MMGDX: a maximum-margin training method for neural networks

Maximum-margin training method applicable to MLP in the context of binary classification.
Updated 4 Nov 2010

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The large classification margin is the most usual approach to achieve good generalization. The most known maximal margin algorithm is SVM, for which different kernels have been investigated. Unfortunately, in the context of some real world problems, such as on-the-fly object detection, the use of nonlinear kernels implicates in a prohibitive computational cost, due to the big number of windows to be classified during the scanning of each image frame. Notice that, in case of SVM with non-linear kernels, the decision function requires a recursive calculation that demands a large amount of time when the number of support vectors is big. Therefore, the MMGDX was proposed, in order to enable a non-linear classification with good generalization and lower computational effort. For instance, in pedestrian detection applications, neural networks trained by MMGDX can achieve accuracy similar to SVM with RBF kernel. However, the neural network can classify the cropped images hundred times faster than the SVM-RBF. The algorithm must receive the following input data: F_train, which must have all the input data (each column represents one input vector), t_train, which is a row vector where each element is the target output of its respective input data, and nneu, which determines the number of hidden neurons. t_train must receive the value -1, for negative occurrences, or 1, for positive occurrences. The algorithm outputs the MLP parameters Nor, W1, W2, b1, and b2, which are the normalization matrix, the synaptic weight matrixes, and biases of the net. These parameters are required by the routine that simulates the trained MLP (sim_MMGDX). After the training section the algorithm may suggest to increase or decrease the number of neurons. This is only a suggestion, which is based on the analysis of the Bias-variance tradeoff over the training data. Therefore, the user should test the result before change the number of hidden neurons. In case of publication of any application of this method, please, cite the original work: O. Ludwig and U. Nunes; “ Novel Maximum-Margin Training Algorithms for Supervised Neural Networks;” IEEE Transactions on Neural Networks, vol.21, issue 6, pp. 972-984, Jun. 2010.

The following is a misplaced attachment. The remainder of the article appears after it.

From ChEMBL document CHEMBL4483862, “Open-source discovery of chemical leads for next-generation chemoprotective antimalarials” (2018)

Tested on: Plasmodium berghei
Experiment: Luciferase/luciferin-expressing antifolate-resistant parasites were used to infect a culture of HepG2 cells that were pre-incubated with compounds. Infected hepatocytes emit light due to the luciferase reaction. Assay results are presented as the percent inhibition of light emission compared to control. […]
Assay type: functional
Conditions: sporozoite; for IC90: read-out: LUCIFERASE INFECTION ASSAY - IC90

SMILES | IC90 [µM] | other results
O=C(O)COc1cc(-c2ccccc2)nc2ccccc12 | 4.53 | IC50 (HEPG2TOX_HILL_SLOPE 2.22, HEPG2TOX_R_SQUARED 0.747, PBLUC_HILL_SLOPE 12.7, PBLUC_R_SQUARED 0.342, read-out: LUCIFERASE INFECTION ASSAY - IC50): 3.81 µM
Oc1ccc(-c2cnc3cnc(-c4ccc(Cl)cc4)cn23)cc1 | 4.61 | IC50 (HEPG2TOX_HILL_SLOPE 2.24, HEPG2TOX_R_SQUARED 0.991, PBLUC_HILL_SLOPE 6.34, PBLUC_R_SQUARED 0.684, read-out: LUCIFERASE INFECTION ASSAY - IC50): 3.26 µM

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Oswaldo Ludwig (2024). MMGDX: a maximum-margin training method for neural networks (, MATLAB Central File Exchange. Retrieved .

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